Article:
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I was talking to one of my friends, and at one point they said

ドイツ雪ってるはず

Am I right in thinking that 雪ってる means snowing?

I'm aware this is clearly not formal Japanese at the very least, but I've also never seen it used before at all. Can 雪(る) even be used as a verb?

  • Took me a couple minutes to even realize what you were asking about... – istrasci Dec 14 '15 at 18:46
  • Can you provide some context? It could mean a lot of things. Kinda vague like this, to me at least. – strawberry jam Dec 14 '15 at 19:55
  • @strawberry jam, we were talking about snow, and japan's mild winter – sqrtbottle Dec 14 '15 at 19:56
  • Maybe it's just a typo or an abbreviation of ドイツ雪ってあるはず with って being "quotation particle". – 永劫回帰 Dec 15 '15 at 9:32
6

As you guessed, it surely is "It must be snowing in Germany", said in a very slangy way.

People usually don't use 雪る, but coining such verbs (even from traditional Japanese words) is not too uncommon among native speakers. You know, English speakers do it pretty often in casual settings, too. And in this case, there's a verb 曇【くも】る (雲 + る, "cloudy") which looks similar, so it should have been easy for them to come up with 雪る.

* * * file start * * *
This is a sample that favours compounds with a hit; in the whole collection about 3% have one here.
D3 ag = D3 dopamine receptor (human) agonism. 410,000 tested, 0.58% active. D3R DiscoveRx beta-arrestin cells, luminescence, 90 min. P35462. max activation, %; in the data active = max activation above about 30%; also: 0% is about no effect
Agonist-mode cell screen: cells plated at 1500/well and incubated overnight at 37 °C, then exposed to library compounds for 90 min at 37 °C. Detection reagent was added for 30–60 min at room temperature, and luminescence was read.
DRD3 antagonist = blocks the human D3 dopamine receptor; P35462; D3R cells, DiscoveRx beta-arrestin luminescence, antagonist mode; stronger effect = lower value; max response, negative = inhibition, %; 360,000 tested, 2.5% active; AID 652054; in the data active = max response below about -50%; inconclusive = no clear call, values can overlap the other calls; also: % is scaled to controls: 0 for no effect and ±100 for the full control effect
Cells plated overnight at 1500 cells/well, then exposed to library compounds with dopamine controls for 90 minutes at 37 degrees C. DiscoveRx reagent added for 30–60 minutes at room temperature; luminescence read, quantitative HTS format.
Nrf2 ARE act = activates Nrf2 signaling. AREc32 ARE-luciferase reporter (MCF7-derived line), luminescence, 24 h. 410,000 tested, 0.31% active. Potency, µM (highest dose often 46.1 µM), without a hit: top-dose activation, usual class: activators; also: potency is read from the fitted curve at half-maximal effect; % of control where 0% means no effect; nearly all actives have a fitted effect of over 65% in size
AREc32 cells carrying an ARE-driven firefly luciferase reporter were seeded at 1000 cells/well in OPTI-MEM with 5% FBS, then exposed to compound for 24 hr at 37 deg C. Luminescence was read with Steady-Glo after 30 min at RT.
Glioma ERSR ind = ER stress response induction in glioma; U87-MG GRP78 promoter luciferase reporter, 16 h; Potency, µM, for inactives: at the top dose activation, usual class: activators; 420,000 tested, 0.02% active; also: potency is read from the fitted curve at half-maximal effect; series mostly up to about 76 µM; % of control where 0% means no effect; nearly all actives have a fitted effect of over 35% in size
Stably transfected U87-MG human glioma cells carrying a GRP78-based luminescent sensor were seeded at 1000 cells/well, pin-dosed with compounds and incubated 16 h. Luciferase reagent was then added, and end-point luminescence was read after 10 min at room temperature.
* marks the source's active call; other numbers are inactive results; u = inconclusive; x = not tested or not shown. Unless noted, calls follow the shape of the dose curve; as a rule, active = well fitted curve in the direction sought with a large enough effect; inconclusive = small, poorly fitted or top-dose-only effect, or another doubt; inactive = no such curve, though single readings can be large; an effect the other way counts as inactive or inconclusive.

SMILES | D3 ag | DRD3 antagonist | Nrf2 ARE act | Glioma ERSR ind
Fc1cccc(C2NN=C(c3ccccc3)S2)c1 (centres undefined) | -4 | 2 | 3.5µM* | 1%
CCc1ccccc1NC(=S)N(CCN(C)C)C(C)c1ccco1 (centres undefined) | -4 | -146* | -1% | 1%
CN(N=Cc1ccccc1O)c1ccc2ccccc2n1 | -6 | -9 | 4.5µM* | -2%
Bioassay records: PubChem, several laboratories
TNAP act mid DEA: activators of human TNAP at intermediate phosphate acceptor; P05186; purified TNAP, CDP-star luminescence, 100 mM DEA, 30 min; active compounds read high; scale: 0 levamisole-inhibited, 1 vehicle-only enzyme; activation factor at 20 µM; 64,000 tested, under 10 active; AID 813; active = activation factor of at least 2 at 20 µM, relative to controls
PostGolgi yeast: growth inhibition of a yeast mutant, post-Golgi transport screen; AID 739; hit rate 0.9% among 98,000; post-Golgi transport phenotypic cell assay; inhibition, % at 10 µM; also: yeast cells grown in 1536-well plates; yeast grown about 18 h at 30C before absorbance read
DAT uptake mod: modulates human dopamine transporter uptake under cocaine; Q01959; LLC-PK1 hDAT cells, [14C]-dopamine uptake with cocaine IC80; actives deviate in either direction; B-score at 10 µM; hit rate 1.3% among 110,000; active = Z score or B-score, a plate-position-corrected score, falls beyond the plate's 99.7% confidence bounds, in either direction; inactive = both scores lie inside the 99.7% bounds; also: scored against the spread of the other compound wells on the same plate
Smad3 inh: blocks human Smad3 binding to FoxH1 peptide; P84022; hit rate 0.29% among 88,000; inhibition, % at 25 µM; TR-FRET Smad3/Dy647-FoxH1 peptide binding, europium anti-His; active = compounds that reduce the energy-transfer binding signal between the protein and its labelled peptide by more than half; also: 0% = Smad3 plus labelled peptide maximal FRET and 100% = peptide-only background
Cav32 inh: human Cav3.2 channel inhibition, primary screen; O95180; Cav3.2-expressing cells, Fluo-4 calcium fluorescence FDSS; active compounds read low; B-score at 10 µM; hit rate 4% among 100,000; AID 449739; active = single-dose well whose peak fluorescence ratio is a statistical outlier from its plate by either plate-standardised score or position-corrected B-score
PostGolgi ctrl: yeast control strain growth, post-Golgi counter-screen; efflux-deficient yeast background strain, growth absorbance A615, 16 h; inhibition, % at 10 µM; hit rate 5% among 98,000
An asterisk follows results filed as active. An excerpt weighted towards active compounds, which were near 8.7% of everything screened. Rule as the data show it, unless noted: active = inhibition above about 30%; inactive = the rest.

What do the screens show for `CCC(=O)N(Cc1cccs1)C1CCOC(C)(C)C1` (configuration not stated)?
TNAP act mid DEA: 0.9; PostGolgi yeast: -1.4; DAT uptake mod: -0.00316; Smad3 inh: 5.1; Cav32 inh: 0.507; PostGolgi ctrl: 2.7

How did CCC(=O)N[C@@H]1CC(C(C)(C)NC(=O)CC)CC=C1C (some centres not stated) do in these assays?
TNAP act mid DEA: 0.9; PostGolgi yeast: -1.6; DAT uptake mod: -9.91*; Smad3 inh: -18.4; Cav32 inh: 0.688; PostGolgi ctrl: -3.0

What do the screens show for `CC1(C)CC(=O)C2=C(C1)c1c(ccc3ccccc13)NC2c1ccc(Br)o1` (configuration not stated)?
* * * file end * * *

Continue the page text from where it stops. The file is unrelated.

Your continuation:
Of course, don't try to use it yourself until you reach the native speaker's level, or people would just think you made a grammatical mistake.

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If the speaker really said 雪ってる, then yes, I agree with you and naruto that it should be a made-up word meaning “snowing.” But I have another explanation of what happened, which I think is much more likely given your description.

Just from your description, it is entirely possible that the speaker said 雪[降]{ふ}ってるはず and you heard it as 雪ってるはず. For example, when I tried pronouncing 雪降ってるはず, I found myself devoicing the vowel in the ふ sound. Some non-native speakers have trouble recognizing devoiced vowels. Moreover, this particular case of devoiced vowel is probably more difficult to recognize than typical devoiced vowels because it is followed by っ and therefore the lack of vowel sound can be mistakenly attributed to the following っ.

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  • They messaged me this, so it can't be the case that I misheard – sqrtbottle Dec 15 '15 at 18:41
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    @ShenKuo Now you know why you should always try to give as much information as you have. I was talking to one of my friends could have been I was talking to one of my friends on chat and they said could have been they typed. – Earthliŋ Dec 15 '15 at 18:45

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